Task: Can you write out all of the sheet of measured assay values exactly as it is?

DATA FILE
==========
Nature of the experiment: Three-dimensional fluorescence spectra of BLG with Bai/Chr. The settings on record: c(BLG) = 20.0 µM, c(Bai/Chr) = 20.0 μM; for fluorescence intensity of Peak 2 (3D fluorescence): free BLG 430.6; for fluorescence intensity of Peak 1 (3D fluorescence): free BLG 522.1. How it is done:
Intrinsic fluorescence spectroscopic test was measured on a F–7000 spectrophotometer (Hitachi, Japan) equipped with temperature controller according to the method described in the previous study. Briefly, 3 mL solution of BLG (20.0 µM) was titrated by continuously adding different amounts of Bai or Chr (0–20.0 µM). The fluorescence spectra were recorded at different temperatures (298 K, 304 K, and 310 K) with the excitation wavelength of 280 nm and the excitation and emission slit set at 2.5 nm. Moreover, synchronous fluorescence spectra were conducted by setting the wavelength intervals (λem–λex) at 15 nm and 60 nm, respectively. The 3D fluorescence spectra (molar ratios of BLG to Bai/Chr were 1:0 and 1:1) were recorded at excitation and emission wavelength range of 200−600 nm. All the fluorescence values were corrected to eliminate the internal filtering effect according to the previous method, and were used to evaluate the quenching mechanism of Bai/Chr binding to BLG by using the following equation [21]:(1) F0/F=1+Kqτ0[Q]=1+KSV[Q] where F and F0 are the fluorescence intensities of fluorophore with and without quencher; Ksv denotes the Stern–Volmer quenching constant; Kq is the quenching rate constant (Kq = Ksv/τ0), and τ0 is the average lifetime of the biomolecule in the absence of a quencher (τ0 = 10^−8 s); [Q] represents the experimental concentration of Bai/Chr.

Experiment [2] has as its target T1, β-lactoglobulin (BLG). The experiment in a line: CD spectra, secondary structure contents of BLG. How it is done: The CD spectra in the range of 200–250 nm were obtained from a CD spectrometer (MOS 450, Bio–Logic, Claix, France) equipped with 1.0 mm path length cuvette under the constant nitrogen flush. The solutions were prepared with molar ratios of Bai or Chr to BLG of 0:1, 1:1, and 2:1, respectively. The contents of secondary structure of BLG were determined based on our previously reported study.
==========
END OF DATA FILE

Nature of the experiment: Three-dimensional fluorescence spectra of BLG with Bai/Chr. The settings on record: c(BLG) = 20.0 µM, c(Bai/Chr) = 20.0 μM; for fluorescence intensity of Peak 2 (3D fluorescence): free BLG 430.6; for fluorescence intensity of Peak 1 (3D fluorescence): free BLG 522.1. How it is done:
Intrinsic fluorescence spectroscopic test was measured on a F–7000 spectrophotometer (Hitachi, Japan) equipped with temperature controller according to the method described in the previous study. Briefly, 3 mL solution of BLG (20.0 µM) was titrated by continuously adding different amounts of Bai or Chr (0–20.0 µM). The fluorescence spectra were recorded at different temperatures (298 K, 304 K, and 310 K) with the excitation wavelength of 280 nm and the excitation and emission slit set at 2.5 nm. Moreover, synchronous fluorescence spectra were conducted by setting the wavelength intervals (λem–λex) at 15 nm and 60 nm, respectively. The 3D fluorescence spectra (molar ratios of BLG to Bai/Chr were 1:0 and 1:1) were recorded at excitation and emission wavelength range of 200−600 nm. All the fluorescence values were corrected to eliminate the internal filtering effect according to the previous method, and were used to evaluate the quenching mechanism of Bai/Chr binding to BLG by using the following equation [21]:(1) F0/F=1+Kqτ0[Q]=1+KSV[Q] where F and F0 are the fluorescence intensities of fluorophore with and without quencher; Ksv denotes the Stern–Volmer quenching constant; Kq is the quenching rate constant (Kq = Ksv/τ0), and τ0 is the average lifetime of the biomolecule in the absence of a quencher (τ0 = 10^−8 s); [Q] represents the experimental concentration of Bai/Chr.

Experiment [2] has as its target T1, β-lactoglobulin (BLG). The experiment in a line: CD spectra, secondary structure contents of BLG. How it is done: The CD spectra in the range of 200–250 nm were obtained from a CD spectrometer (MOS 450, Bio–Logic, Claix, France) equipped with 1.0 mm path length cuvette under the constant nitrogen flush. The solutions were prepared with molar ratios of Bai or Chr to BLG of 0:1, 1:1, and 2:1, respectively. The contents of secondary structure of BLG were determined based on our previously reported study.